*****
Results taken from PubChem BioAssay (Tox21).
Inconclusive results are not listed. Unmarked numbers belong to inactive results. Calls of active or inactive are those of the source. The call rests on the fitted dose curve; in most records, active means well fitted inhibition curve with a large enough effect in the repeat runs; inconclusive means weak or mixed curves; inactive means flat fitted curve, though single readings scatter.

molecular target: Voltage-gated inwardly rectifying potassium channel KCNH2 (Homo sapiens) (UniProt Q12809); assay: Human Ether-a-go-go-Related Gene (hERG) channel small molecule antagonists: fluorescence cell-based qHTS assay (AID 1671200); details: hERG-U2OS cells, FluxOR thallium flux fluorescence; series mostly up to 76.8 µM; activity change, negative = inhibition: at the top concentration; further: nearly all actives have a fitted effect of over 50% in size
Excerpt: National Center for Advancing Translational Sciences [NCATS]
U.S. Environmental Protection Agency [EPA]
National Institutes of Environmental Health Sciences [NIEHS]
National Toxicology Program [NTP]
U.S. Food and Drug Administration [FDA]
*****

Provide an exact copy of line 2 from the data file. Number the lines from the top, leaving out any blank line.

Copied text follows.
Inconclusive results are not listed. Unmarked numbers belong to inactive results. Calls of active or inactive are those of the source. The call rests on the fitted dose curve; in most records, active means well fitted inhibition curve with a large enough effect in the repeat runs; inconclusive means weak or mixed curves; inactive means flat fitted curve, though single readings scatter.